excellence in project management. The committee appreciates the cooperation and support of the Office of Engineering and Construction Management (OECM), the project management support offices (PMSOs), and the other elements of DOE.


DOE has undertaken a number of initiatives to improve project management since the 1999 NRC report, Improving Project Management in the Department of Energy (the Phase II report), was published. In 1999, DOE established OECM and the PMSOs in three program secretarial offices (PSOs): the Office of Science, the Office of Defense Programs, and the Office of Environmental Management. The release of DOE Order O413.3, “Program and Project Management for the Acquisition of Capital Assets,” and the DOE-wide Program and Project Management 2000 Workshop, both in October 2000, were also notable steps in the right direction and indicative of greater interest and involvement on the part of the deputy secretary and the chief financial officer (CFO) in project management.

As stated in the Phase II report, effective and accountable project management should be a continuing priority for DOE and its leaders at all levels. Through actions taken to date, DOE has begun to address some of the core issues. However, a number of issues have not been resolved. The most important unresolved issues are: (1) the definition of the authority and scope of OECM; (2) the provision of adequate financial and staff resources to improve project management; (3) the development and implementation of contract performance-measurement systems; (4) the design and implementation of an information-management system that can track contracts and contractor performance and feed information back into key decisions; and (5) continued emphasis on close cooperation and trust within DOE and with its contractors that will be fundamental to the long-term effectiveness of project-management reforms.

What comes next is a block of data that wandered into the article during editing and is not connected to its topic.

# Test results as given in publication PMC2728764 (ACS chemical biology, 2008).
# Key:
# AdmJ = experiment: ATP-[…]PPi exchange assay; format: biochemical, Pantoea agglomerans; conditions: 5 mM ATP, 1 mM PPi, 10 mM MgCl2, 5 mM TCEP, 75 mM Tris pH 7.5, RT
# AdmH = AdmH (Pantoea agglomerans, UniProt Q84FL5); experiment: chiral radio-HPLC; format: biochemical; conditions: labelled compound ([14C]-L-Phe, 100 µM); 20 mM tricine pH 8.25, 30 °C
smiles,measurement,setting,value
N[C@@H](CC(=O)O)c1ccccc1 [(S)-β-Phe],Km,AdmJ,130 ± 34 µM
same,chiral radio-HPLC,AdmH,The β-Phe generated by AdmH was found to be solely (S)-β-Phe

Although the committee considers the organizational changes made so far as generally positive, they are only beginnings. In the 18 months since the Phase II report was published, DOE could not possibly have implemented all of the necessary project-management reforms or achieved a high level of excellence. Much more time and attention will be necessary to achieve the goals set out in the Phase II report, and the committee recognizes that, until reforms have taken effect throughout the organization, project-management failures can be anticipated. As stated in the Phase II report, there is no “quick fix” for DOE’s problems. Improving project management in DOE will require changes in organizational structures, documents, policies, and procedures, as well as substantial changes in the culture of the department. In order to be effective, these changes must be embraced at all levels of the organization, especially in field and project offices.

Based on information provided by DOE, the committee believes that OECM and the PMSOs do not have adequate resources to perform their many functions

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